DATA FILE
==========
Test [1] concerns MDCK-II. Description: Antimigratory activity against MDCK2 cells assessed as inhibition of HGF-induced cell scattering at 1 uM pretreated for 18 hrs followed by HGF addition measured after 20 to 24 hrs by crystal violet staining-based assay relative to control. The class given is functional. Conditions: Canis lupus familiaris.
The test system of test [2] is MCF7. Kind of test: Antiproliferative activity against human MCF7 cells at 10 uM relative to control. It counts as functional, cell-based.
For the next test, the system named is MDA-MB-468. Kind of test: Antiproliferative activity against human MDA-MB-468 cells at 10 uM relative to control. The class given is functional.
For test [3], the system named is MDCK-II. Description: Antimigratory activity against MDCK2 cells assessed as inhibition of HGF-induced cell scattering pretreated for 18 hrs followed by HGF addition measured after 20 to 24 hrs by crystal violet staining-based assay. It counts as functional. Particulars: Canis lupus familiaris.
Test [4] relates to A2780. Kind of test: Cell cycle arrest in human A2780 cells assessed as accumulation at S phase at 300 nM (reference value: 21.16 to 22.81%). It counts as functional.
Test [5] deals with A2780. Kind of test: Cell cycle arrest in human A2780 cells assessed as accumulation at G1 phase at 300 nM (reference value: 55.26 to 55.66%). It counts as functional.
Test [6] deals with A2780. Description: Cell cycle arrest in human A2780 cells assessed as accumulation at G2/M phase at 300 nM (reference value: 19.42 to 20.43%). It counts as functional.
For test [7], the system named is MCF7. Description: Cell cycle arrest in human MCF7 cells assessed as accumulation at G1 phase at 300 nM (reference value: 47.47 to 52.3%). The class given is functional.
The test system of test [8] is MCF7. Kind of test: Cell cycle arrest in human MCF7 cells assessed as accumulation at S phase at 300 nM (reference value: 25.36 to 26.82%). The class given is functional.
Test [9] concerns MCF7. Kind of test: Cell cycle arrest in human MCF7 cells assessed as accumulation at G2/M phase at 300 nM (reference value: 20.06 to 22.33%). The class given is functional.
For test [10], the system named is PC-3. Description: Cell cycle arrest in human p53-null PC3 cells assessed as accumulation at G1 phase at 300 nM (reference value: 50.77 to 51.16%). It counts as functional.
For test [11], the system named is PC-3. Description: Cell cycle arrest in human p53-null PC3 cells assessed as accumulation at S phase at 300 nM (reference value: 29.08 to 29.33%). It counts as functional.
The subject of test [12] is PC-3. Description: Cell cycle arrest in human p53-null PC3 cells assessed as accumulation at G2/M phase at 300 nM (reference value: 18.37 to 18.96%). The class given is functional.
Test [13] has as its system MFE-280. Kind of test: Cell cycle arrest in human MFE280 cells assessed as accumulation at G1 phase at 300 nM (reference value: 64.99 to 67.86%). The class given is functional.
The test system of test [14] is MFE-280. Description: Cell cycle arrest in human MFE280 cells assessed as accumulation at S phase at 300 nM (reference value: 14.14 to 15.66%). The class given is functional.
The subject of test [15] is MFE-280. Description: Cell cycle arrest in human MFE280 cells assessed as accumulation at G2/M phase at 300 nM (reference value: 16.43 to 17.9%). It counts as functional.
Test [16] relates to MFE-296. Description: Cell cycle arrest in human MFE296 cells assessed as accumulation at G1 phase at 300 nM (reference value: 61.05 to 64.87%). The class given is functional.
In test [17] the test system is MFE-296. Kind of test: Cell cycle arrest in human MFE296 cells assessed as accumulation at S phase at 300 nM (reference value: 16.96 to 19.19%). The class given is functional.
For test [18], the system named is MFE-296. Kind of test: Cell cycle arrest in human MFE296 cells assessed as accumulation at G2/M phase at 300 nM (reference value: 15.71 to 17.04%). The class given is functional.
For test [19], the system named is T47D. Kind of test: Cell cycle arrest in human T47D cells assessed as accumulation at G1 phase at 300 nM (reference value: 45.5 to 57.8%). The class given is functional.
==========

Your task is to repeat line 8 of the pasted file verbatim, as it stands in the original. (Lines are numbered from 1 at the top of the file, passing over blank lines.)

For test [7], the system named is MCF7. Description: Cell cycle arrest in human MCF7 cells assessed as accumulation at G1 phase at 300 nM (reference value: 47.47 to 52.3%). The class given is functional.